Thursday, October 21, 2010

Putting meat on the bones of strategic planning

By Rik Ganderton
President and CEO

We’re getting there!

Thanks to your participation in our strategic planning process since last April, we are now able to start putting some meat on the bones of our new strategic plan.

My thanks to all who’ve taken part so far, including staff, physicians, volunteers, community members and political leaders for your thoughts and input on our questions, surveys and many presentations.

All of this input and information was used to produce a comprehensive Current State Analysis Report. The full report and an executive summary are available on our strategic planning web page.

The report examined our current environment in terms of our:
• Programs and services;
• Patient profile;
• Workforce;
• Infrastructure;
• Approach to quality, transformation and organizational culture;
• Community Demographics;
• Inventory of providers in Central East Local Health Integration Network (CE LHIN);
• Provincial and LHIN priorities;
• Internal and external stakeholder feedback; and
• Key trends likely to impact our organization.

- Key findings –

Here are some of the key findings from the Current State Analysis Report.
• We are facing significant growth in the 905 area.
• Patient mix is changing – average age of patients is getting older and have higher levels of acuity and dependency; greater cultural diversity reflective of the catchment area. Scarborough and Durham are becoming more similar from a diversity perspective.
• There is a new normal when it comes to clinical service delivery. The number of inpatients has declined; the vast majority of surgical and diagnostic procedures can now be done on an outpatient basis; throughout the hospital sector, inpatient length of stay has decreased and occupancy rates have increased; alternate level of care (ALC) days are a system issue that create flow challenges for the hospital; there is more transfer activity between hospitals and RVHS is seeing an increase in the patients transferred in to our hospital from other places, particularly for circulatory system conditions.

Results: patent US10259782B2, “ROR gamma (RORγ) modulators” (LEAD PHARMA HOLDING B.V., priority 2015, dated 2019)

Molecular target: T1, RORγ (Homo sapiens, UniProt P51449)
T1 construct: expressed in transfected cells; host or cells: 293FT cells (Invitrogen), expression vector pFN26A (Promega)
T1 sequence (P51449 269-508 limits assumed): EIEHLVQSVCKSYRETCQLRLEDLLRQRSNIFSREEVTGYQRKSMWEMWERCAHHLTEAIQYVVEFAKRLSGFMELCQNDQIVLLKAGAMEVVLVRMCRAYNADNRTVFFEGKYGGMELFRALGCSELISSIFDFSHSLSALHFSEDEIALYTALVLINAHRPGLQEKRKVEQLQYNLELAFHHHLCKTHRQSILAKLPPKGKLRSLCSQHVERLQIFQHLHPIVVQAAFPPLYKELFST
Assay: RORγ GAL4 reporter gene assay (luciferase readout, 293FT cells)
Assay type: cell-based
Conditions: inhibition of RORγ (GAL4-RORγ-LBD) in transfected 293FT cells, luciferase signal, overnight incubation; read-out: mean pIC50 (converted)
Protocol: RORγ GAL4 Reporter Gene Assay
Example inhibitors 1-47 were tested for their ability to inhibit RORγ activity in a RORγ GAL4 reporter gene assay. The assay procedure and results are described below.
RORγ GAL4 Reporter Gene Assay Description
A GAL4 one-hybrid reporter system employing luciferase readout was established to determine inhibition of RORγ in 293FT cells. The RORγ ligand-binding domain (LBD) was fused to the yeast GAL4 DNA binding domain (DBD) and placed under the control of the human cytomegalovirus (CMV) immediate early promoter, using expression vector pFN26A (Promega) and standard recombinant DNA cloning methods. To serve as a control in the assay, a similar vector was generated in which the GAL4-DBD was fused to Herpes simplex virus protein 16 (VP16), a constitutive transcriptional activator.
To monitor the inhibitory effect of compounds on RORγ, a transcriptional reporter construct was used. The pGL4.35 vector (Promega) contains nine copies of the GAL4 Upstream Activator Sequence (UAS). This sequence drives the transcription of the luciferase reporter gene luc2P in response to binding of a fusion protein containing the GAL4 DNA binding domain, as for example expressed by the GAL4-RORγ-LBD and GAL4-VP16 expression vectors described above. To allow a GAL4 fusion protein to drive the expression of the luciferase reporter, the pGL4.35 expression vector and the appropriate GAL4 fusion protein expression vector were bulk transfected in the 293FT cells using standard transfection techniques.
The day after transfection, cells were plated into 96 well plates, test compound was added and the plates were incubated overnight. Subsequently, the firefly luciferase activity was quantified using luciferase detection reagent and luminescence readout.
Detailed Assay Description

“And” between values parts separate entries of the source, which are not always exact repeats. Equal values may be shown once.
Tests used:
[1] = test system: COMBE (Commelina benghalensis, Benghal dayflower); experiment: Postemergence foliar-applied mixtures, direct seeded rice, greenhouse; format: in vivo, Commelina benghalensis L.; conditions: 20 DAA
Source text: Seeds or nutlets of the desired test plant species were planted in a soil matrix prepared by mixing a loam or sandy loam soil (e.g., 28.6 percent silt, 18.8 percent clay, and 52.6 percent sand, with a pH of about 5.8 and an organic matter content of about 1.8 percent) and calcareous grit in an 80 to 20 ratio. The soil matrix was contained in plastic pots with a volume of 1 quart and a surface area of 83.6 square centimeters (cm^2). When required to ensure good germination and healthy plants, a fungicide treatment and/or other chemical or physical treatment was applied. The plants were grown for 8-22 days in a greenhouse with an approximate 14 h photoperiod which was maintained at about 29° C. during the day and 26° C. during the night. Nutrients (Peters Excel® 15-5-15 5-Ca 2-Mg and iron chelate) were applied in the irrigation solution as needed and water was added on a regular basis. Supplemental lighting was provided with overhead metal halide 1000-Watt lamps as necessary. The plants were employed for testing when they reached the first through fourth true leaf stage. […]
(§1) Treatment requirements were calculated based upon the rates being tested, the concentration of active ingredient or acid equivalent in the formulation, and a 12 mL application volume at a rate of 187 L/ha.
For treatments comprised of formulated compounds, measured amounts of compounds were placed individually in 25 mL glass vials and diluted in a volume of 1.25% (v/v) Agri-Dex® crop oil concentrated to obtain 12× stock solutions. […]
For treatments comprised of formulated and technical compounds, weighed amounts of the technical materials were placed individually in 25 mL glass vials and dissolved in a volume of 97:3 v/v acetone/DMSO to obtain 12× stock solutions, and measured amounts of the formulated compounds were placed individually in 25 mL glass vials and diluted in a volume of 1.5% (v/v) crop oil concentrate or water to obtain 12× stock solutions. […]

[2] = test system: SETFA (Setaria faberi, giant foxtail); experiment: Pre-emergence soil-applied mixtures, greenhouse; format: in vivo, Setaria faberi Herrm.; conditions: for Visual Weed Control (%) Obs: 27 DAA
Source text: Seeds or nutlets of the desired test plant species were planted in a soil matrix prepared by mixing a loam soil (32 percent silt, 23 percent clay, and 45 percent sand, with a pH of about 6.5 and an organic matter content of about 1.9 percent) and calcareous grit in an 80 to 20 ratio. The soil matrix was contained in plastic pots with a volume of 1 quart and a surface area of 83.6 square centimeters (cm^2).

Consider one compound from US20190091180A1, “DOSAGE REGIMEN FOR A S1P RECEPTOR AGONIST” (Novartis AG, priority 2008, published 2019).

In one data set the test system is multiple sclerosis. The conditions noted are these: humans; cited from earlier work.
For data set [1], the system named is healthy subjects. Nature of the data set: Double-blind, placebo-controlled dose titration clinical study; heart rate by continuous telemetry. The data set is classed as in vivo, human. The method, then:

• Our efforts to align with industry benchmarks have resulted in a higher occupancy rate and a lower average length of stay. But our readmission rates have also declined suggesting that we are making improvements to patient flow without sacrificing quality.
• We need to focus on the patient experience and be cognizant of how the community measures the patient experience; consumer expectations are changing and patients are much better informed on health issues than in the past.
• Regional integration is a priority for the LHIN and health system partners; we need strategies to pick up the pace, maintain momentum and make tangible change; there are many untapped opportunities for regional collaboration – both clinical and non-clinical.
• Emergency department (ED) wait times and ALC management are top priorities at the provincial level and also challenge our ability to provide smooth patient flow.
• There are opportunities to repatriate some of our catchment area residents, who are seeking services at other hospitals; the flow of patients in our catchment area is to the west and RVHS partnerships are in the east.
• Relationships with family physicians in the community are essential and can be improved through better communication mechanisms and easier access.
• Our human resources are our greatest asset; our people share a strong commitment to quality; we need to watch morale levels of staff and physicians.
• Our workforce is aging and we must implement strategies to manage the forecasted potential retirements.
• Operational and cultural transformation are taking shape and yielding tangible improvements; this is an ongoing journey and key to reaping the benefits of increased emphasis on pay for performance.
• The hospital is on the road to financial recovery, but keeping pace with infrastructure maintenance/repairs and advances in technology is an ongoing financial challenge.
• The planning environment is complex with many trends that will impact our hospital, including a provincial election in the fall of 2011.

The current state report findings put us in good shape heading into our strategic planning retreat last weekend. Thanks to the keen engagement of our Board; MAC (medical advisory committee); senior management team; directors; and members of the Strategic Plan Steering Committee, it’s my pleasure to report to you that we now have a new set of draft strategic directions.

- More consultation –

Consultation on the draft directions will begin shortly, in meetings and venues such as, but not limited to:
• RVHS Board meetings – open to the public;
• Meetings of our Community Advisory Group – volunteers who advise the board;
• Community outreach meetings – which we do throughout the year at meetings of service clubs, health care partners, municipal councils and many others;
• Leadership Forum – for management;
• MAC and/or Medical Staff Society meetings – for doctors;
• Town Halls – for all staff, physicians and volunteers; and
Strategic planning web page – for the public.

I look forward to our next blog update on this evolving process. Stay tuned and thanks for your participation.

(- For background, you could read my previous blog on this from July 6, 2010.)

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